• MSKeller says:

        You know Liz, that is very true also, the reason I didn’t like that calling, is that I don’t feel adequate in it. (B’sides it being physically painful) that makes a huge difference.

    • MSKeller says:

      That is true, a lot of that feeling comes from serving in a calling (that I’ve served in multiple times in my life) “one more time.” I did it, but honestly I never did grow to love it. I guess I just wanted a little validation that even being willing when I don-wanna! is a degree of goodness. I think there is a scripture that says something about and evil man giving good gifts being useless. Perhaps that is partly where my angst stems from. Some days I have full purpose of heart, but other days, I just can’t make myself go outside of myself and my comfortzone one more time, you know?

  4. Karen says:

    I’ve heard it said that when you don’t feel like praying, that is the very time you should pray and pray until you do feel like praying. Sometimes I think that the same goes for service. Giving service heals the heart. You may start grudgingly but before long the work just kind of works the grudge right out and you begin to feel the spirit. If you only do good, when you feel good about it, I believe that the desire to do good may come less and less because it becomes easier to get out of it. I don’t know if I’m making any sense, but what I’m trying to say is “Yes, do good until you feel good!” Fake it til you make it.

    • Liz C says:

      Karen, I really like this: “… before long the work just kind of works the grudge right out.” I want it embroidered on a pillow. 🙂 Great thought!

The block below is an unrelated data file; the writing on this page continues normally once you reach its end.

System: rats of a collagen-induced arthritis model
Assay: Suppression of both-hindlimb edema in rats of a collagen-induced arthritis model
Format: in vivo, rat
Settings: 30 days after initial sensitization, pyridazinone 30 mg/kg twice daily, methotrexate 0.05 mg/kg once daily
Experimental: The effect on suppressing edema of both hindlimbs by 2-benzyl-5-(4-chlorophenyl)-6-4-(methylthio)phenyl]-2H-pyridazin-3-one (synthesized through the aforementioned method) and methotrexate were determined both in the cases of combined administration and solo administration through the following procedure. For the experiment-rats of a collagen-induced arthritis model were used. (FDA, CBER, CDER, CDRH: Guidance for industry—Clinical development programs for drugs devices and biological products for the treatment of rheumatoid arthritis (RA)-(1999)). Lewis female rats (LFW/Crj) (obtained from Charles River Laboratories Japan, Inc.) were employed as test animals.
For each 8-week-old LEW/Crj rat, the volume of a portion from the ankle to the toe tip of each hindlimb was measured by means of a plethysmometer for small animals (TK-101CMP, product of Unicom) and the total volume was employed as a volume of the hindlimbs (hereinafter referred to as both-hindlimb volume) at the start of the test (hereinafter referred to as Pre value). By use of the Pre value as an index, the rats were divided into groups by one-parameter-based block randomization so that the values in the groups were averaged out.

• MSKeller says:

      I’ve heard that too. Once in awhile I heed it. Not always I’m afraid. When I do however, of course it helps immensely. “Works the grudge right out” – That is fun. Reminds me of the song from South Pacific “I’m gonna wash that grudge right outta my hair!” (Ok, I used a little creative editing.)

      That is very true, sort of like being ‘in love’. If you only do loving things when you are FEELING it. . . pretty soon you’ll stop, because that feeling doesn’t last forever. If however you KEEP doing the loving things even when you aren’t feeling it, the feelings swell. Good call. Definitely made sense.

  5. Ray says:

    Yes, people can do good with a bad attitude. They also can do good for bad reasons / motivations. They even can be rewarded for the good they do with a bad attitude and/or bad reasons / motivations.

    I find it interesting that when Jesus talked of people who acted “to be seen of men” he didn’t say they would not be rewarded; rather, he said, “They have their reward.”

    I interpret that to mean that people generally get what they want from their actions (in the “best case scenario”). If they do it for public recognition and/or praise, they will act in such a way that they get public recognition and/or praise; if they want financial gain, they will act in such a way to get financial gain; if they want a changed character (repentance), they will act in such a way to become a new creature (in Christ, in our case).

    I don’t think “being rewarded” is the issue. I think the nature of the reward is key.

    • MSKeller says:

      I think you hit on something. It isn’t so terrible if it is for a good reason (to be obedient) even though I don’t have my heart in it, but still do it. Quite a different thing if I do good to get gain, or to manipulate or even falsify.

      I appreciate that Ray, I think you are very right. You get what you really want.

    • Bonnie says:

      Love this Ray. Very succinctly put. I had an epiphany some years ago that God is very kind. He will give us what we truly want. I watched someone who had always wanted to have enough money to be secure, who didn’t really have any control over that in her life, but who received that, surely enough. I began looking around and saw that when we don’t get something we think we want, often we want something else more, and we DO get that. Sometimes it takes a lifetime to see that the thing we got was the thing that we really did want the most. Your spin on this is brilliant; the nature of the reward truly is key. This helps explain some really cross-purposed issues I see in my daily life and sheds a whole new light on them. We rarely just want one thing, and we often do the wrong thing to get the thing we really want because we have hidden goals. Very interesting. I’ll be thinking about this for a while.